This video was made to empower Veterans with acupressure self care strategies that may help relieve low back pain. You can follow along with this video as we show you the technique for seven acupressure points. You may perform the self care routine in addition to your regular medical care. It is not intended to replace standard medical treatments for this condition. This acupressure routine may not be appropriate for some Veterans, including those who have brand new symptoms or who are pregnant. It is best to sit or lie down while applying acupressure. If you experience any discomfort, dizziness, or other unusual symptoms, stop the acupressure immediately. If these symptoms do not go away, contact your medical provider. Do not use acupressure over areas where you have a wound, severe swelling or lump, active infection, recent blood clots, rash, or areas that are very numb. However, you may be able to use other points away from these areas. If you take medications to thin your blood or have a bleeding or clotting disorder, use only light pressure there.

Acupressure is thousands of years old and likely predates acupuncture, and it can be useful for a wide variety of conditions. When we have low back pain, we tend to put our hands to our back to help calm the pain. Putting our hands on areas that hurt and rubbing is a very natural thing to do. You will be shown how to do the acupressure routine by pressing or rubbing the points for 30 seconds each. I invite you to follow along on yourself as I demonstrate each acupressure point. Use the amount of pressure that feels comfortable to you. Enough pressure to cause some sensation, but if it's painful, just use less pressure. Sometimes a light touch is all that is needed.

The first point in this routine is called SI4. This point is on the pinky side of the hand, in the groove where the hand meets the wrist. If you bend at the wrist toward the small finger and natural crease will form in this area. We're going to work this point for 30 seconds. You can try pressing and holding, or you can try rubbing using small circles. Use the amount of pressure that feels most comfortable to you. The amount of pressure may be different for each person and may even vary at different times of the day. Many of these points can be done on both sides. In this video, we're only going to show you how to do the point on one side. If you would like to do acupressure on the same point on your other hand, feel free to pause the video and press or rub to massage the other side for 30 seconds, then resume the video when you're done.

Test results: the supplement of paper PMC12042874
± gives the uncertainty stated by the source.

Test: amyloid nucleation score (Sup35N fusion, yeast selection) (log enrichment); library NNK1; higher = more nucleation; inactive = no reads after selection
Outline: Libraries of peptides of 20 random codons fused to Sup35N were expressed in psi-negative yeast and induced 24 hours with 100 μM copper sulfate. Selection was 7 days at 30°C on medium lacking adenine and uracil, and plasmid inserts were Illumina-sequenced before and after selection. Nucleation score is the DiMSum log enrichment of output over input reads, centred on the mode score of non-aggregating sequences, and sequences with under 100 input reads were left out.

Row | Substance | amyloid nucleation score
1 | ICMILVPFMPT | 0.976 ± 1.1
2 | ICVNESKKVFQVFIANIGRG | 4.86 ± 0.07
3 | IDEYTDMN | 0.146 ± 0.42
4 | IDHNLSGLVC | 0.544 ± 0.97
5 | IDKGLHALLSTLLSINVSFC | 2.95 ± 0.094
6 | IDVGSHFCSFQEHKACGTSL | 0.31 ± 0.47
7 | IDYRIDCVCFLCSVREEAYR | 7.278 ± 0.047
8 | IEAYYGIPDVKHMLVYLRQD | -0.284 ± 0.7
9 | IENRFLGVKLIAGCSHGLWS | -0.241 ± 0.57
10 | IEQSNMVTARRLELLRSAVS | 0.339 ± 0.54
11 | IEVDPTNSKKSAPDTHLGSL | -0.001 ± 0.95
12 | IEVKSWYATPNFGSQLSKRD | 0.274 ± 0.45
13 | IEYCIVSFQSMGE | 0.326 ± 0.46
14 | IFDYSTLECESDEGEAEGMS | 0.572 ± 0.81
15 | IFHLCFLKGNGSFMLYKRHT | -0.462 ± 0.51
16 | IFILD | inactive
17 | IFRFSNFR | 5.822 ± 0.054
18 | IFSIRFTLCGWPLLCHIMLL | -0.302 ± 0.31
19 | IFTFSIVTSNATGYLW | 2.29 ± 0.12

This next point is called Ling Gu. It's found on the back of the hand, in the web space between the thumb and first finger. Draw your opposite index finger through the web towards the wrist and stop in the groove just before the area where the index finger and the thumb join together. Direct your pressure towards the wrist. You can press on this point in different ways. Try using your index finger like this. Or you can try a pincer grip like this. If it's uncomfortable to use your hands to press points, you can also try using a pencil eraser instead, like this. When you're pressing this area, you may notice a spot that feels more tender than others. You can focus your pressure on that tender area, but not to the point of causing pain.

Again, hold or massage this point for 30 seconds and pause the video if you would like to do this on the other side. The next location is found on the ear. Using your finger feel for the top of the ear where it folds over. Drop your finger down to where you find the next ridge which is in the top third of the outer ear. Use your thumb to pinch this spot like this. Or your index finger to press any tender spots along this ridge like this. You may try using a mirror to help locate this zone the first few times you massage this point.

You can rub this area on both sides at the same time if you are able to reach, and if it feels good. Or you can just press one side at a time. UB Low-Back Lines. UB Low-Back Lines are found about 1 1/2 inches on either side of the spine. Never apply pressure directly over the spine. You can use your fingers or your thumbs on these lines. You may massage or press up and down in a line along these areas. If one spot feels more tender than another, try spending more time pressing there to release the tension.